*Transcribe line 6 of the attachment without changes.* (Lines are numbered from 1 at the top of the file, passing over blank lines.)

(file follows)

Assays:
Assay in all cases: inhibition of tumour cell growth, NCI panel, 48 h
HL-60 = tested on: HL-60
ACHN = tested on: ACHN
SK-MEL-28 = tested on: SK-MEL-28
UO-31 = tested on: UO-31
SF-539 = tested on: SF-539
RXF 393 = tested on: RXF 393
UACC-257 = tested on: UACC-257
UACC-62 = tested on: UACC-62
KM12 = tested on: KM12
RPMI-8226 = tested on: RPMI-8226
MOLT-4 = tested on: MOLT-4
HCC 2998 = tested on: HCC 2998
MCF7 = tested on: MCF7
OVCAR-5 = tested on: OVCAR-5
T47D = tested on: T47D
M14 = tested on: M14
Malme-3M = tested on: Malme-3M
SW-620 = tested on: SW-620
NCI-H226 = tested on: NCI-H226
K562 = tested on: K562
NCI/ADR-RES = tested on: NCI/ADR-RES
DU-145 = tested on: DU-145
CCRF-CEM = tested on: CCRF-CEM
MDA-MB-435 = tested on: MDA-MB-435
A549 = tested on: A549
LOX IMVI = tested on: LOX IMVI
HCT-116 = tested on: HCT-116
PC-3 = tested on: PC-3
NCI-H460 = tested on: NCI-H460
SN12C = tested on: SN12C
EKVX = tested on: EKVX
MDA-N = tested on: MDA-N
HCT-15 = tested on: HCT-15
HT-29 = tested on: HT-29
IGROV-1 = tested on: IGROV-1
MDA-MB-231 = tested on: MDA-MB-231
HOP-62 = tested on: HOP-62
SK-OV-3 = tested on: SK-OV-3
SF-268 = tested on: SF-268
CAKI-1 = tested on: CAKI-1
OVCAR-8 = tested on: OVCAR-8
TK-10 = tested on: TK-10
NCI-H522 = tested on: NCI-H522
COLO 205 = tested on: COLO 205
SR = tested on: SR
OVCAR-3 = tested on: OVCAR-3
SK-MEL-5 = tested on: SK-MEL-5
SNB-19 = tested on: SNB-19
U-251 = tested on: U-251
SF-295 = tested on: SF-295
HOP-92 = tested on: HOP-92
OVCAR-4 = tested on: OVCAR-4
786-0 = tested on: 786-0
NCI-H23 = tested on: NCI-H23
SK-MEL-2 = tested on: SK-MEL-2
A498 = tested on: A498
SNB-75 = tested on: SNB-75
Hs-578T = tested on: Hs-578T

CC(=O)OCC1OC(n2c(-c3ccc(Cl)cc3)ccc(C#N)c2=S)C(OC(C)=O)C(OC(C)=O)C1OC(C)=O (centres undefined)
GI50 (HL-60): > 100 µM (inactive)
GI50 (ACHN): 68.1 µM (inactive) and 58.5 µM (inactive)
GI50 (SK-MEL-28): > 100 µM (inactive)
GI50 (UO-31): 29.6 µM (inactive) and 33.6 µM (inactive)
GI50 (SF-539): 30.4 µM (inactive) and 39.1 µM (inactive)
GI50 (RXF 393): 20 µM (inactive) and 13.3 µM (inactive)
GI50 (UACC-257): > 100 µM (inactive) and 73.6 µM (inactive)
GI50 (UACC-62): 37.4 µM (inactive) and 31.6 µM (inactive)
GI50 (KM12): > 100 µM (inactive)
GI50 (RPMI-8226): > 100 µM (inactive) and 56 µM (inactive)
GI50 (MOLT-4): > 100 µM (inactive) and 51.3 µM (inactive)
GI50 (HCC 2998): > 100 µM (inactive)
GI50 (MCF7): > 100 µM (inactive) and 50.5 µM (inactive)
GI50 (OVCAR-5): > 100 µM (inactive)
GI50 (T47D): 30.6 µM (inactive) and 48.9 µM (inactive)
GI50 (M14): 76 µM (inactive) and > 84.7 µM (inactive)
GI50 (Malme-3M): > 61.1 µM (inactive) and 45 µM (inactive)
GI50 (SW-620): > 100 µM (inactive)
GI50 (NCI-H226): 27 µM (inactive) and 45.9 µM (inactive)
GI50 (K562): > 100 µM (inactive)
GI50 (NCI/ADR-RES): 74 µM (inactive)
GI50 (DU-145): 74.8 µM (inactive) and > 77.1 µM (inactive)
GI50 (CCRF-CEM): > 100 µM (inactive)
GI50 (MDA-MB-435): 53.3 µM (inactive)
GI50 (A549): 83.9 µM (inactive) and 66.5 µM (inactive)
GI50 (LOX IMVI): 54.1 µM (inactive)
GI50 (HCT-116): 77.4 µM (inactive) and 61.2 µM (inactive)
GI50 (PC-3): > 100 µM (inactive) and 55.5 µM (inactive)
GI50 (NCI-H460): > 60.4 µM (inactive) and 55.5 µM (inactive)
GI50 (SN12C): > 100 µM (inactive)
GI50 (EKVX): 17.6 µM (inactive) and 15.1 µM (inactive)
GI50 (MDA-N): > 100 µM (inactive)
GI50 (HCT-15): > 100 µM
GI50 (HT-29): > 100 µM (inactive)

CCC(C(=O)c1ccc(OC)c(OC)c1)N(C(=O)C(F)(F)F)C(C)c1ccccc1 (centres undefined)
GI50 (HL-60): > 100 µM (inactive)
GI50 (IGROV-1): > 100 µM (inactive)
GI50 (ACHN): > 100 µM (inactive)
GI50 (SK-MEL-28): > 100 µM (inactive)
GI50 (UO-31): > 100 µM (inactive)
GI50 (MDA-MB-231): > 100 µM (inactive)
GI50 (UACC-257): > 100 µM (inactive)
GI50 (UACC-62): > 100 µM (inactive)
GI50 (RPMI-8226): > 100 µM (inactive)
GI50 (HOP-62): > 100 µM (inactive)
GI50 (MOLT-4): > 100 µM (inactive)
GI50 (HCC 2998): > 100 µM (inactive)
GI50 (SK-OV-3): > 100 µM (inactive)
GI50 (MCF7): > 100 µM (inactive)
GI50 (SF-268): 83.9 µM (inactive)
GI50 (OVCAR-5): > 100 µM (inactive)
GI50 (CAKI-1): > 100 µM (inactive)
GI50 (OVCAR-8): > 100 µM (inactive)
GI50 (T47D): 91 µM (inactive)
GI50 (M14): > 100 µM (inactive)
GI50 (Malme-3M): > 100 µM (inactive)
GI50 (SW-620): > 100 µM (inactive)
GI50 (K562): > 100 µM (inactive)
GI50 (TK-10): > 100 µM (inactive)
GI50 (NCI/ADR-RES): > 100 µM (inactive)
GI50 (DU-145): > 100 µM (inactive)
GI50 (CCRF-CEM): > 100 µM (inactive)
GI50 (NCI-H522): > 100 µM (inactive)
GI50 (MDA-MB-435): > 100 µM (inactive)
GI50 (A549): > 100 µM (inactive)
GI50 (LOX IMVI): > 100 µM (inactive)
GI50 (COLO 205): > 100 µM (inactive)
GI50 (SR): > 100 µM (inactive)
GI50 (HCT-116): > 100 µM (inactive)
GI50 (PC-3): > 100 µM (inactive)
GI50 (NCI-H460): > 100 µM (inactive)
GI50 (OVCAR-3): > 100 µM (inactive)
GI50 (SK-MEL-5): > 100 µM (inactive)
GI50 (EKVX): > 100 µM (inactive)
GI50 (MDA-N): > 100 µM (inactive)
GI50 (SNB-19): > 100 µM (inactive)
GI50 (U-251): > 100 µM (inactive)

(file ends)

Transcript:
UO-31 = tested on: UO-31